Follow me @RobWattsOnline    Visit my Website

      Writers Should Be Posting Daily on Instagram

      Writers Should Be Posting on Instagram

      by Rob Watts   Follow @RobWattsOnline 

      Writers should be posting on Instagram for a variety of reasons. While several other social networking sites have their place when it comes to self-promotion, Instagram is unique in the fact that it’s a visual medium—your witty wording used in Facebook posts won’t carry much weight here, yet your creative and eye-catching images could attract a wide-range of new followers and expand your personal brand. 

      While there are several opinions on how Instagram should be used—I’m not going to tell you exactly what time of day to post, which scheduling apps you should use or what filter attracts the most attention—I find that these are all subjective suggestions and in the world of Instagram, there is no exact science to its effectiveness. I find Instagram to be random and unpredictable, which is why I enjoy using it. Where Twitter and LinkedIn are more time-sensitive when it comes to reaching your intended audience, Instagram is a round-the-clock stream of interaction. At any time of day, people are scrolling through their Instagram accounts—at lunch, waiting in line at the supermarket, waiting for the train, at the airport, at the kitchen table—there’s always a captive audience logged on at any given time, and you should be taking advantage of this.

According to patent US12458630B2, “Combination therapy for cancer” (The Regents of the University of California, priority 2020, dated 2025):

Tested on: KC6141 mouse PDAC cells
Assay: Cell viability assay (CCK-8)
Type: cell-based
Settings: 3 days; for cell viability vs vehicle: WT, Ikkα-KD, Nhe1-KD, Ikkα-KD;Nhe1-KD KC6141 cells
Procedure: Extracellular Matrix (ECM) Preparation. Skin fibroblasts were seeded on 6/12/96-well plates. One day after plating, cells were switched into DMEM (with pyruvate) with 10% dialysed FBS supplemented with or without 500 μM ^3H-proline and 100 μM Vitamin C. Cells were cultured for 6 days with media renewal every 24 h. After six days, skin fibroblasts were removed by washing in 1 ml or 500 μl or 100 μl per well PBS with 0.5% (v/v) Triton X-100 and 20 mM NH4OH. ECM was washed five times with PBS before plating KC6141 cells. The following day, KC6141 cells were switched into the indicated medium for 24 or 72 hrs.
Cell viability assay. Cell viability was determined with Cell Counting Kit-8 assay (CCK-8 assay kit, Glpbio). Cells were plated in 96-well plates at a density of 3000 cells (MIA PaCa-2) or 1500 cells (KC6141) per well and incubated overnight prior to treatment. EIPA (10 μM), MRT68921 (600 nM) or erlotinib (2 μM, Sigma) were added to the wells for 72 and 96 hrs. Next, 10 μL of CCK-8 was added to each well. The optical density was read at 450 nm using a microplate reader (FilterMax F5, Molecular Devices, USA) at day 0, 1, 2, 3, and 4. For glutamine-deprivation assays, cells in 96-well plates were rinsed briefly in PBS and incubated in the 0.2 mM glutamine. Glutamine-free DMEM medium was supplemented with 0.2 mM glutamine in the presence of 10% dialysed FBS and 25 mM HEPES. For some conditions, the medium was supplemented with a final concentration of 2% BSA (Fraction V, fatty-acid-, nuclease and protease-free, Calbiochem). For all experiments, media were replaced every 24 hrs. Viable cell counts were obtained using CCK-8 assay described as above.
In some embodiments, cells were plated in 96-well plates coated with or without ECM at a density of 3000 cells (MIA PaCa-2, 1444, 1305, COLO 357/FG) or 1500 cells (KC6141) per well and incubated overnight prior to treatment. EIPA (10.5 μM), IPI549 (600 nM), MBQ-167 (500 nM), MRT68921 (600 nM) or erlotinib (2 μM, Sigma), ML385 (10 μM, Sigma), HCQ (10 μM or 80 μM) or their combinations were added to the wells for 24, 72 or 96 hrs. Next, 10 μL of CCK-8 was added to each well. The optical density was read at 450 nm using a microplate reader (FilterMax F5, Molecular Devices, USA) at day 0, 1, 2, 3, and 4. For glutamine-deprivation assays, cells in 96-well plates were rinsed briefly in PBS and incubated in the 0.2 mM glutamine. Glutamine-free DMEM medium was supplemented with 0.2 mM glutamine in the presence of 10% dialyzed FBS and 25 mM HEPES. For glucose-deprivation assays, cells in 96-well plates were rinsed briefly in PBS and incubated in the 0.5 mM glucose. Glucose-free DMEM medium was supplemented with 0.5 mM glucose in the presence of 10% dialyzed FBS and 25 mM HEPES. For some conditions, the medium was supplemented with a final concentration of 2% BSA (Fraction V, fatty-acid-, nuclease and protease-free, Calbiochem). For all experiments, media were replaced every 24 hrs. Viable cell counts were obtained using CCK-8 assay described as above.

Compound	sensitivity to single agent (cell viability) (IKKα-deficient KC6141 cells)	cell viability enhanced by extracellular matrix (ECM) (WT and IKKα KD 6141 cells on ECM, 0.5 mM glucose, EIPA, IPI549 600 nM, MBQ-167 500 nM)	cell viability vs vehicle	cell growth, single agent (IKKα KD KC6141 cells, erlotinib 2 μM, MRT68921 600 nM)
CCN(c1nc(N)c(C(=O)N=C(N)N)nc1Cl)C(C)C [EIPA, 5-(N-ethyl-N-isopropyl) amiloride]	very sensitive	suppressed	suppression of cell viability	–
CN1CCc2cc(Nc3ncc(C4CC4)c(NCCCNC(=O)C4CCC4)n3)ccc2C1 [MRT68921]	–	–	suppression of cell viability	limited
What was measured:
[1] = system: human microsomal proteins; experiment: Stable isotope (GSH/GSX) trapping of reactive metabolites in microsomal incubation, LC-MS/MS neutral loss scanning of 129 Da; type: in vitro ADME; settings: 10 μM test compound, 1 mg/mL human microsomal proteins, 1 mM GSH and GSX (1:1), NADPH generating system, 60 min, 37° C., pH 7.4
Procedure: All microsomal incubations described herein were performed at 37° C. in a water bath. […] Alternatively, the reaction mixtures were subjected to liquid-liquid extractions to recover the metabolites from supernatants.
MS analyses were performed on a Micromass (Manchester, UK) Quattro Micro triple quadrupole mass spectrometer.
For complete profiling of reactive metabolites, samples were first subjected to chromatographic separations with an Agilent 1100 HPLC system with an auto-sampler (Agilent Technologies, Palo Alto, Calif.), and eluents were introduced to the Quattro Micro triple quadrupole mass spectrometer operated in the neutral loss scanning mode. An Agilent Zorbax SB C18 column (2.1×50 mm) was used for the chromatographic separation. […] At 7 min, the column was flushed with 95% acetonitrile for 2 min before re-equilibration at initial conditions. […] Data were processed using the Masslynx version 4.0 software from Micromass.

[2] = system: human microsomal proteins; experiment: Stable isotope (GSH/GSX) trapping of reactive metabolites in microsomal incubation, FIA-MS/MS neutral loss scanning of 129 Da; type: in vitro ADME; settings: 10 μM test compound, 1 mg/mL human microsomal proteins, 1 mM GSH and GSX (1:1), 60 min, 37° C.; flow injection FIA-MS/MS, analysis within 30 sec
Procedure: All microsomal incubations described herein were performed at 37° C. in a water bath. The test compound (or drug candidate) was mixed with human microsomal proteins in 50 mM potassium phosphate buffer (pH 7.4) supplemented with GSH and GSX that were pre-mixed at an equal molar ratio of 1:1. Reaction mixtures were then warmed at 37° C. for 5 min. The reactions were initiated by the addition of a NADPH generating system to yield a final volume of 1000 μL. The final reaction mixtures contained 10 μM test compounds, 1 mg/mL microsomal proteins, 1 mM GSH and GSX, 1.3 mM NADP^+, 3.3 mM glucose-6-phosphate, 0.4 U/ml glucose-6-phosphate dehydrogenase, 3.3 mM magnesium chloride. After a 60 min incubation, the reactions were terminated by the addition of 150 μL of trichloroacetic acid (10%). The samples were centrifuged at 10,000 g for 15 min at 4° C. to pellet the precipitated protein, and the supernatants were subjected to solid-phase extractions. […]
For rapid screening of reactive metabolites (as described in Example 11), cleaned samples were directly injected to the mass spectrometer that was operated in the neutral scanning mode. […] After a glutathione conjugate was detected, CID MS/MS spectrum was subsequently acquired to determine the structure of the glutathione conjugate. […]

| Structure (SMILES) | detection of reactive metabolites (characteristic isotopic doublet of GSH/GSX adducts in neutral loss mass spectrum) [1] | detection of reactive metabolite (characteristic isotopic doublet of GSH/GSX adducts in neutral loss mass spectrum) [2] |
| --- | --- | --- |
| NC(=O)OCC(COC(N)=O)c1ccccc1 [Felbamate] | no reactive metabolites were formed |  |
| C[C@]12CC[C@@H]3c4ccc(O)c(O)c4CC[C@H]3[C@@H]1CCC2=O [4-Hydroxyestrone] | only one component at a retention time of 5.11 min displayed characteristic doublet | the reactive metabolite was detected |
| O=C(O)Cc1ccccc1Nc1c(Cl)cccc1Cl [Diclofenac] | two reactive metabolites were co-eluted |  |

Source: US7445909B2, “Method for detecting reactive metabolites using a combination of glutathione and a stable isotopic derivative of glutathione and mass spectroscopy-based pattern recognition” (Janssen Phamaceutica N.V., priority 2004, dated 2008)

If you’re new to Instagram and haven’t created an account yet, just follow these few simple steps: 

      • Create your user name. Use your real name name or the name that you write under, but if that’s unavailable, choose a name as close as possible. Keep it as simple as possible because you want it to be easy to remember, and it needs to look good on your marketing materials.